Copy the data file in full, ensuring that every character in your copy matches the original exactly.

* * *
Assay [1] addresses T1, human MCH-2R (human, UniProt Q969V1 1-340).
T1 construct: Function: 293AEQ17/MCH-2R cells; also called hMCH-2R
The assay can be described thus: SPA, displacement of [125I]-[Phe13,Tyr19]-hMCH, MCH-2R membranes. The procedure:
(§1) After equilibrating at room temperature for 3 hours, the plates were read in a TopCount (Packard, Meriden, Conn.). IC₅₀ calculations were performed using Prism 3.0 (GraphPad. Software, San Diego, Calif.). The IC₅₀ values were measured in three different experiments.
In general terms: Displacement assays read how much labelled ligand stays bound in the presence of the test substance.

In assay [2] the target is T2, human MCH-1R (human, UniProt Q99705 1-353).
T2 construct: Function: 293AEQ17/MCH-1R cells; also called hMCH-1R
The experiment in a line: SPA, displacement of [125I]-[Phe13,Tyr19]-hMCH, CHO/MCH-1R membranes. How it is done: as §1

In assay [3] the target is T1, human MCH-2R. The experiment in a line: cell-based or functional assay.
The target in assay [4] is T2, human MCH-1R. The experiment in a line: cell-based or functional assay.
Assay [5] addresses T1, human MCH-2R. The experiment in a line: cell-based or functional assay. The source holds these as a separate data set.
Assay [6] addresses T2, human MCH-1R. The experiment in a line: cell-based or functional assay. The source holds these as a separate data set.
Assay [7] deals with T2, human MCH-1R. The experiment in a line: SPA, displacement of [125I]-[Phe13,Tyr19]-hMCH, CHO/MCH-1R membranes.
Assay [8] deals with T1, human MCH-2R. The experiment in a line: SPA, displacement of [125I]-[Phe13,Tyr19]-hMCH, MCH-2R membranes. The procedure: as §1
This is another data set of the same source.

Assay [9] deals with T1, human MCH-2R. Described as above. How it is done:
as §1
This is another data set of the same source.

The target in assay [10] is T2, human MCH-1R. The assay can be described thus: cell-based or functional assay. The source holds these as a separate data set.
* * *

Assay [1] addresses T1, human MCH-2R (human, UniProt Q969V1 1-340).
T1 construct: Function: 293AEQ17/MCH-2R cells; also called hMCH-2R
The assay can be described thus: SPA, displacement of [125I]-[Phe13,Tyr19]-hMCH, MCH-2R membranes. The procedure:
(§1) After equilibrating at room temperature for 3 hours, the plates were read in a TopCount (Packard, Meriden, Conn.). IC₅₀ calculations were performed using Prism 3.0 (GraphPad. Software, San Diego, Calif.). The IC₅₀ values were measured in three different experiments.
In general terms: Displacement assays read how much labelled ligand stays bound in the presence of the test substance.

In assay [2] the target is T2, human MCH-1R (human, UniProt Q99705 1-353).
T2 construct: Function: 293AEQ17/MCH-1R cells; also called hMCH-1R
The experiment in a line: SPA, displacement of [125I]-[Phe13,Tyr19]-hMCH, CHO/MCH-1R membranes. How it is done: as §1

In assay [3] the target is T1, human MCH-2R. The experiment in a line: cell-based or functional assay.
The target in assay [4] is T2, human MCH-1R. The experiment in a line: cell-based or functional assay.
Assay [5] addresses T1, human MCH-2R. The experiment in a line: cell-based or functional assay. The source holds these as a separate data set.
Assay [6] addresses T2, human MCH-1R. The experiment in a line: cell-based or functional assay. The source holds these as a separate data set.
Assay [7] deals with T2, human MCH-1R. The experiment in a line: SPA, displacement of [125I]-[Phe13,Tyr19]-hMCH, CHO/MCH-1R membranes.
Assay [8] deals with T1, human MCH-2R. The experiment in a line: SPA, displacement of [125I]-[Phe13,Tyr19]-hMCH, MCH-2R membranes. The procedure: as §1
This is another data set of the same source.

Assay [9] deals with T1, human MCH-2R. Described as above. How it is done:
as §1
This is another data set of the same source.

The target in assay [10] is T2, human MCH-1R. The assay can be described thus: cell-based or functional assay. The source holds these as a separate data set.